Dear Hitchhikers, I am Not Heartless

I-5 112116CToday I am sharing with you a poem I wrote on my recent trip to California. I see hitchhikers often. I never pick them up, but I wish they could hear what I’m saying and thinking as I whiz by. Do you stop for hitchhikers? Why or why not? Please share in the comments.

DEAR HITCHHIKER

Sitting, standing, squatting
with your backpack, guitar, dog,
I see you. I want to stop.
I’m not a heartless woman.
You can’t hear what I say
as you breathe in my exhaust:

I’m on the freeway, fool,
going 70 miles per hour!
Are you nuts? I can’t stop here
with cars on every side. I’m just
trying to stay alive.
Go stand somewhere else.

Are you too lazy to stand up?
Or too worn out to even try?
I’m only going down the road.
That’s not much help to you.
Besides, my car is full of stuff,
Groceries and clothes and such.

Oh gosh, you look so tired.
And what a darling dog.
You might be fine, you play guitar.
But what if you have a knife?
Or a gun? Or drugs?
I don’t want to die today.

I know you see my big old car,
and then you see old gray-haired me.
You look on down the road.
Old ladies never stop, and yet
you’re someone’s little boy.
Perhaps someday I will.

Copyright Sue Fagalde Lick 2017
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From Jesus to Weed: signs point the way

img_20161121_1608453881I’ve been driving back and forth from the Oregon Coast to San Jose, California for 20 years. My late husband and I left “Silicon Valley” in 1996 for a better life in a small town by the beach. It is a better life. But the family is still back in California, so several times a year I hit the road. Unless it’s snowing in the mountains, I take I-5.

When you drive the same route so many times, you notice the little changes. Also, your mind wanders, especially when you’re sick of the CDs you brought and the radio offers nothing but talk shows and evangelical preachers.

Today I’d like to share some of the signs I saw along the road during my September and November trips:

Politics: There used to be a lot of anti-Obama signs. They’re all gone, no point now that his term is about to end. As I traveled through San Joaquin Valley farm country for Thanksgiving, the signs said, “Make America Great Again” or simply “Trump.” Post-election, one sign had an addendum: “Thank you.”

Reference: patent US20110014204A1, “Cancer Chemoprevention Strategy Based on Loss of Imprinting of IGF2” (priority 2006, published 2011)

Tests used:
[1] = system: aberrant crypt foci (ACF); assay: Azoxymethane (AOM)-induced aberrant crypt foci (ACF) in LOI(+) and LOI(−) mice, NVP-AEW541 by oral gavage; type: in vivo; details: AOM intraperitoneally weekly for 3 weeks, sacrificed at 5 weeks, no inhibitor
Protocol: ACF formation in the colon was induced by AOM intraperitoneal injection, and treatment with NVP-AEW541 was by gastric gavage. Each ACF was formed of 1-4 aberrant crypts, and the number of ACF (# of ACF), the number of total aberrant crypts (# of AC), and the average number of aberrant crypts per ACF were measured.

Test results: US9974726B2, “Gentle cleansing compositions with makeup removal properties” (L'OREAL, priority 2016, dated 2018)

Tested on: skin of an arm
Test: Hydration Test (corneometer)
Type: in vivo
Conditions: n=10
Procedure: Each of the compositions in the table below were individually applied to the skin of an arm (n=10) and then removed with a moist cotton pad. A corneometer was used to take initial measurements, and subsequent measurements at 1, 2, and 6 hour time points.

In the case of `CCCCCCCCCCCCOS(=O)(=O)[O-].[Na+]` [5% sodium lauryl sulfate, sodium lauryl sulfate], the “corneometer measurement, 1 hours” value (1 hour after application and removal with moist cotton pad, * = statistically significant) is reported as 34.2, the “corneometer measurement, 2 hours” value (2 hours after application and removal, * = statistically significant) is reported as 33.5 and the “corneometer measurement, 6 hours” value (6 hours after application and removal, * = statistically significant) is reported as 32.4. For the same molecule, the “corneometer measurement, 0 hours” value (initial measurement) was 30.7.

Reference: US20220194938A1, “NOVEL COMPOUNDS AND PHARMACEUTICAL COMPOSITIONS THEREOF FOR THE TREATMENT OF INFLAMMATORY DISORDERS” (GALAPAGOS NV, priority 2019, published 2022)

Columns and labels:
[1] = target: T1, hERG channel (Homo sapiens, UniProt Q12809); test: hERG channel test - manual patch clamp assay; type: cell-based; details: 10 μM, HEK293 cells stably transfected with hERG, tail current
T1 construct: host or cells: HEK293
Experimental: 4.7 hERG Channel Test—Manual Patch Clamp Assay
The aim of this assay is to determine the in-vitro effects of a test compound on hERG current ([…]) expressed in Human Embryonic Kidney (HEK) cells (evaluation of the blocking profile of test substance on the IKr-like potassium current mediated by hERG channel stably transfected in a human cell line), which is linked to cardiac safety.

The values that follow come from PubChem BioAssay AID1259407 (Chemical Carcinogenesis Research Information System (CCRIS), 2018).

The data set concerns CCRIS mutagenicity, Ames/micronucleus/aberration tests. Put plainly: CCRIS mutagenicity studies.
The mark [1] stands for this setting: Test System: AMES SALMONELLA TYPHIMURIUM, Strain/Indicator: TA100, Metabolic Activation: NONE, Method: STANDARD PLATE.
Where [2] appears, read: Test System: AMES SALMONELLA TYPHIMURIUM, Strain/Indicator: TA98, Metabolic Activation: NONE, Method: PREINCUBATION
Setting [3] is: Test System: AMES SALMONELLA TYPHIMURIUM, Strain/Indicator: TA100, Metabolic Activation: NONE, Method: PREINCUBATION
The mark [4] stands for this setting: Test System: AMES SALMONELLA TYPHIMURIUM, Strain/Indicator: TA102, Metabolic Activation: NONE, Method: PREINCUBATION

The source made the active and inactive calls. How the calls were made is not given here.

Also in farm country: “Pray for water.” California has gotten some rain lately but not nearly enough.

“Guided goose hunt. Call now.”

Near Delevan: “The gift of God is Jesus Christ our Lord”

Mt. Shasta: More than a peak experience.”

For Rolling Hills Casino, located in Corning, The Olive City: “Eat! 3 restaurants.” “Tip Top Pit Stop”

Approaching the town of Weed: “Weed like to welcome you.” Not a typo.

Five miles south of Yreka, there’s a metal-sculpture cow, now with a calf. For Christmas, someone usually drapes a garland around the cow’s neck.

The State of Jefferson sign. At one time, folks in southern Oregon and northern California were planning to create their own state. Considering how things have been going lately, they’re considering it again.

In a pasture just south of the Oregon-California border, black-faced sheep gather around a big white cross and a hand-painted sign that says, “Forgive them.” I wonder who and for what?

The road goes up and up, signs marking the altitude in 500-foot increments to the peak of 4,310 at Siskyou Pass. Other signs tell drivers where to chain up or take off snow chains. Hope I never have to. I have chains, but I have no clue how to put them on.

Northbound just before the Oregon border: “Puzzled? God has answers.” And just past it, a giant liquor store sign.

Also approaching the border, a green and yellow billboard: Need Weed? Take Canyonville exit. Ah, we’re back in Oregon.

Honk the horn at the Welcome to Oregon sign and watch the milepost numbers start fresh with Number 1.

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